Will Windows Blue Kill the Desktop PC?
Windows 8 was a huge leap for Microsoft. It was probably their most dramatic (or drastic) change in operating system architecture, especially the GUI, since Windows 95. Windows Blue, which is 8’s successor, will continue to build upon those changes with no hint of going back at least as far as can be seen right now.
Whether or not this is a good thing depends on who you talk to. 8 has been more difficult for traditional desktop and laptop users to accept, mostly because 8 appears to have been made with mobile platforms in mind. While touch use of Win8 devices tends to be more intuitive, users who still primarily use desktops find the experience jarring until they get used to the desktop-less experience of 8.
As some of the features of Windows Blue are surfacing, it’s clear to see that Microsoft is keen to keep moving forward with 8’s design without going back to accommodate the features that Windows 7 users miss so much, including the Start menu.
Perhaps Microsoft is seeing the writing on the wall regarding the future PC market. Speculators have predicted that within the next 5 years the desktop PC will be on the decline and touch-based devices such as tablets will rule the market. Laptops have already replaced desktops for many users, so will Windows Blue with it’s geared-toward-touch GUI put another nail in the big box PC’s coffin?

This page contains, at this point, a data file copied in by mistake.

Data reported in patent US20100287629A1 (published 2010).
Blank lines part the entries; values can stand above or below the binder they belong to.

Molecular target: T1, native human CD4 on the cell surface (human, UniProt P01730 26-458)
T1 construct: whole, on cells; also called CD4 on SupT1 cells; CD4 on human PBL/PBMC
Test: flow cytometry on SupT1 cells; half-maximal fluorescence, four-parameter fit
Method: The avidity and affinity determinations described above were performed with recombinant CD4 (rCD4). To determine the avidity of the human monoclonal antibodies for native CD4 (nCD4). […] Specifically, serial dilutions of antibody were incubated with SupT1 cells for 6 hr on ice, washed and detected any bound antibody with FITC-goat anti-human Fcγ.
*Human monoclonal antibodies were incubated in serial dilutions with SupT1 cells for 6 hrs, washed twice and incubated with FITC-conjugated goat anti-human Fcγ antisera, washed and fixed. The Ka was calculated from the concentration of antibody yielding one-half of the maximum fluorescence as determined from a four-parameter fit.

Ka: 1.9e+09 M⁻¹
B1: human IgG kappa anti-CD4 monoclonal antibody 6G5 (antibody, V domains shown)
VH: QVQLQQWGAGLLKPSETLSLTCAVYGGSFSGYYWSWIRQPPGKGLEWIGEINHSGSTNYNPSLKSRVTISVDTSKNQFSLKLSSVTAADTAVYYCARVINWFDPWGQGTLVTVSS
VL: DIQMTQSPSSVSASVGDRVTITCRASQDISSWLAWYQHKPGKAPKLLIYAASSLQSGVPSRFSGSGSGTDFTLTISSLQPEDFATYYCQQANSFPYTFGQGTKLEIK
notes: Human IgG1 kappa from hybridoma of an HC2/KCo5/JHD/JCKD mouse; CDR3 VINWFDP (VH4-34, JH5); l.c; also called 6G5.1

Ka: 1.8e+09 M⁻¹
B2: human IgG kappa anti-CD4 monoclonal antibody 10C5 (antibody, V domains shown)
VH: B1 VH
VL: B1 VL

Personally I still find a compelling case for big ol’ desktop PC’s. They are still much easier to repair and upgrade than laptops, and generally cost less than laptops and even some high end ubertablets and even the new iPad in some cases. The storage capacity of desktops is far beyond any tablet on the market, so there is a good case for maintaining a desktop PC as a home server to store music and video libraries that tablets and laptops can access from anywhere. Traditional desktops and many laptops also remain well-suited for processes that require heavy processing capabilities such as video editing and graphic design. Many popular programs such as Photoshop also lack mobile versions that fully match the capabilities of their desktop counterparts.
One thing that will keep the desktop PC alive and relevant in a Windows 8/Blue world, I believe, will be decreasing prices and increased availability of touch screen monitors for desktops. Touch monitors of a reasonable size for desktop use are available now but are running well over $300 for a 19 inch model. This is not a tremendous expense, but given that a 19″ LED flatscreen can be had for under $100 it’s a perceived as a lot. It’s also hard to find touch monitors in brick-and-mortar stores currently. However as technology improves and cost declines, touch will be an added feature that many will look for in future upgrades.